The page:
Today's Opinions, Tomorrow's Reality
Alien to Reality
By David G. Young
Washington, DC, January 13, 2004 --
IIt was a big week for aliens. The Bush Administration floated two new election-year proposals designed to get voters all fired up about aliens of both international and extraterrestrial origin. On the more earthly front, the president proposed a plan to give millions of illegal aliens a way to gain legal status with renewable 3-year work visas. And on the extraterrestrial front, Bush offered a boost to the search for alien life by proposing a permanent moon base as a stepping stone to a manned trip to Mars.
While these two proposals share a connection in lingo, they couldn't be further apart in their relation to reality. Bush's proposed immigration reform, while quite welcome, simply provides legal acknowledgement of the reality that millions of undocumented migrants have been working in America for decades. His space exploration plan, however, denies reality on every level, including fiscal constraints, scientific obstacles, and the laws of economics.
On the fiscal level, a moon base and a mission to Mars would serve to flood yet more red ink into growing deficits caused by the biggest spendthrift presidency in a generation. An earlier proposal to send men to Mars was estimated by NASA to cost $450 billion - a price tag that simply cannot be funded out of NASA's current $15 billion annual budget.1 Initial details of Bush's proposals have suggested work toward these goals starting with a mere five percent increase in NASA's funding. Even with funds freed up by his tactic of junking the expensive fleet of Space Shuttles, there is no way that the goal of reaching Mars can be accomplished without opening the floodgates to massive new spending. And this doesn't even begin to address the costs of building and servicing a permanently manned station on the moon - costs that would make the $100 billion International Space Station look like a bargain.2
The well-reported scientific obstacles of going to Mars begin with space travel's harmful effects on the human body. Weightlessness causes dangerous bone loss, and radiation destroys cells throughout the body. These problems have plagued space station inhabitants, such as Valery Polyakov who left Mir after 439 days in space. 3 Humans traveling to Mars would have to spend at least this long away from earth - nearly a year for the two way trip, not including time spent on the surface. And unlike life on a space station, interplanetary travel would put astronauts well beyond the radiation-protective bubble created by Earth's magnetic fields, virtually ensuring a shortened life span - if not a space burial - for anyone making the trip to Mars.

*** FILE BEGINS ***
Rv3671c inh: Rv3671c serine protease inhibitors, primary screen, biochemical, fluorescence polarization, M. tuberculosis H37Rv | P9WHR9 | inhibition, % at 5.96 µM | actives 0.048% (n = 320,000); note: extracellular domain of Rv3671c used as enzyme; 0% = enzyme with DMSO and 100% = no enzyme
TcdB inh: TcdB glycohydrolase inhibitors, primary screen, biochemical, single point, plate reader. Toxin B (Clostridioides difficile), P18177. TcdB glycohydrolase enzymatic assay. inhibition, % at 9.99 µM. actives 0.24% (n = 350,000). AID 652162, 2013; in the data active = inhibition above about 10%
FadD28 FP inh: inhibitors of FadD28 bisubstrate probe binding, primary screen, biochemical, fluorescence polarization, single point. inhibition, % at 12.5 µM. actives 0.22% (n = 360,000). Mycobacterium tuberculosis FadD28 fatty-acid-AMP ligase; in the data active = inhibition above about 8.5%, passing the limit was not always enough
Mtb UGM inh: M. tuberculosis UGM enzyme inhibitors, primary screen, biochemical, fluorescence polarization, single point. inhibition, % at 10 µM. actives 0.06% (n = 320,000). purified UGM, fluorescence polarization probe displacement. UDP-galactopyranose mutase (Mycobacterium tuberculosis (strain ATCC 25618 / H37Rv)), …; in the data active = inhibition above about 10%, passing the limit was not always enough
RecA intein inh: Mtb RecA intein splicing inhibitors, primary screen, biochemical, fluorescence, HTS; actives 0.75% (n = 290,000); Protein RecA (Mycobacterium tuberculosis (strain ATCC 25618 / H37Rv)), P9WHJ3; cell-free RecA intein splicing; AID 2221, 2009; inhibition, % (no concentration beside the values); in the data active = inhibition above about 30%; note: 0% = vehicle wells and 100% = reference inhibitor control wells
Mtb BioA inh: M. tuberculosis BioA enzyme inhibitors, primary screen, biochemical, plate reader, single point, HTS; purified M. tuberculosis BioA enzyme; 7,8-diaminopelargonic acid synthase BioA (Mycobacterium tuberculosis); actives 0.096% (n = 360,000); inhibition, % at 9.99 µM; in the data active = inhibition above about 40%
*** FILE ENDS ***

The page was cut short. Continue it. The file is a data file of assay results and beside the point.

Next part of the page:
Although these obstacles may not be impossible to overcome, the costs of doing so are unknown, will make the fiscal problem even worse than already discussed.
But it is economics that is the biggest argument against Bush's plan for a moon base and a manned trip to Mars. Simply put, there is no practical reason to send humans to either place. Antarctica, Northern Canada, and most of the Sahara Desert are devoid of population because the cost of living in such harsh climates gives no practical reason to live there. Yet all of these places resemble the Garden of Eden when compared with the surfaces of Mars and the moon. There is no breathable air. Atmospheric pressure is so low that exposed flesh would boil away. Temperatures drop far enough to freeze exhaled carbon dioxide into solid rock. And on the moon, daylight surface temperatures would sear skin on contact.
The idea that humans living in such an environment could economically mine minerals is ludicrous. In such environments, the lack of oxygen, water and food would make those substances far more valuable than platinum, diamonds, or anything else that could conceivably be mined. The costs of delivering these life-supporting necessities from earth, or producing them in such a harsh environment, would completely eclipse any value that could be gained from such mining.
Of course, this being an election year, it probably doesn't matter to President Bush whether his proposals are in line with reality or not. Giving a boost to the space program will earn the president support from space enthusiasts and aerospace workers alike. But those workers should be wary of retaining their jobs searching for alien life. In an era of such tight fiscal constraints, it may prove more profitable to find alien life across the solar system using newly legalized alien workers from the other side of the border.
Related Web Columns:
Modernizing into Obsolescence
An Acceptable Risk
The Oxymoron of Safe Space Travel, February 4, 2003
An Astronomical Failure, October 31, 2000
A Long Time Ago
The $50 Million Carnival Ride, October 6, 1998
1. Houston Chronicle, Costs to make or break Bush space proposal, Jan. 9, 2004
2. Los Angeles Times, Elusive Space Station Pressure Leak No Threat, Russians Say, January 6, 2004
3. World Almanac and book of Facts 2003, Memorable Moments in Human Spaceflight, Fall 2002